Last year this got a lukewarm response, but I’m glad I kept it around. This year people seemed to have a lot of fun with it. I’m probably holding NY Solstice a week before Star Wars comes out next year, so I will have to play around with the lyrics a bit. 😛
Here Comes the Sun (0, 0, 7, 27, 10)
Second most-liked song of the event, and a solid mid-ranked song in the weighted sorting. Does exactly what it’s supposed to.
Uplift (0, 1, 6, 16, 19)
In the top-5 weighted sorting. Solid finisher. I was super pleased with our arrangement this year, with the escalating instrumentation.
Five Thousand Years (0, 3, 4, 27, 11)
I used to worry about this song being “too much overt futurism, which not everyone is behind.” I’m less concerned now about that now – no one has complained about that for a while, and the song is reasonably popular as Solstice songs go. But it’s not one of the most loved songs. (Whereas Uplift is, and it might be better to just stop there). The last song of an event should be something that leaves everyone excited.
A counterpoint is that I really like having the Solstice ending with an explicit look to the future. I think the naturally tendency over time for the New York Solstice to shift towards more familiar, present day topics, and having a final song that unambiguously looks into the far future help provides an anchor to keep the event true to it’s “Past into Present into Future” theme.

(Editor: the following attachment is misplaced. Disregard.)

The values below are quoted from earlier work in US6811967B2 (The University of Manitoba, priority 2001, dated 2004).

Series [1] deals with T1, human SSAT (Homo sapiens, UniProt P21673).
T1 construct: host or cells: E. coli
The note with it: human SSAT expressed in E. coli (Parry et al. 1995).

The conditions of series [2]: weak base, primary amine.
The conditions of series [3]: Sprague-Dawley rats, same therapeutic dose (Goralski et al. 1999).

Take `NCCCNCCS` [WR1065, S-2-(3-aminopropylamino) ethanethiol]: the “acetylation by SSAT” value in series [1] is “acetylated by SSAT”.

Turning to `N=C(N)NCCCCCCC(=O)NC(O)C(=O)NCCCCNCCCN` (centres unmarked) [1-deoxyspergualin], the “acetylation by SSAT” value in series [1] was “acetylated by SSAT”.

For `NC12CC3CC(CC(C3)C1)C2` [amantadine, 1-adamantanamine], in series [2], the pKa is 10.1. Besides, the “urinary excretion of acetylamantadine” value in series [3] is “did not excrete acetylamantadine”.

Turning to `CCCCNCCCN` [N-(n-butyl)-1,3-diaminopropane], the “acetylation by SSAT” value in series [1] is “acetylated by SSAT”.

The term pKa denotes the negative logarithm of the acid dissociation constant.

A counter-counter-point is that unless the event does more to build up to that far future theme, it feels tacked-on-at-the-end. This year our dominant theme was Smallpox Eradication, which didn’t lend itself as well to that.
Another counter-counter point is that while Five Thousand Years is the only explicit look into the far future, plenty of other songs touch upon similar themes to the point where it seems sort of superfluous.
I’m not quite sure how to resolve all that, and will be mulling it over for next year.
I did get one comment that “the song was good, but existentially terrifying” and would have preferred to have a warmer, lighter song afterwards to end on. It wasn’t the intent of the song to be scary, but I could understand how it’d feel that way, especially in years when it’s not discussed earlier in the event to ease people into it.
That’s all for now. Over the next year I’ll be discussing some of the specifics issues highlighted in this post. Hope this was helpful both to let people know what sort of thought process goes into the New York Solstice, and provide some help to organizers deciding how to approach the songlists at their own events.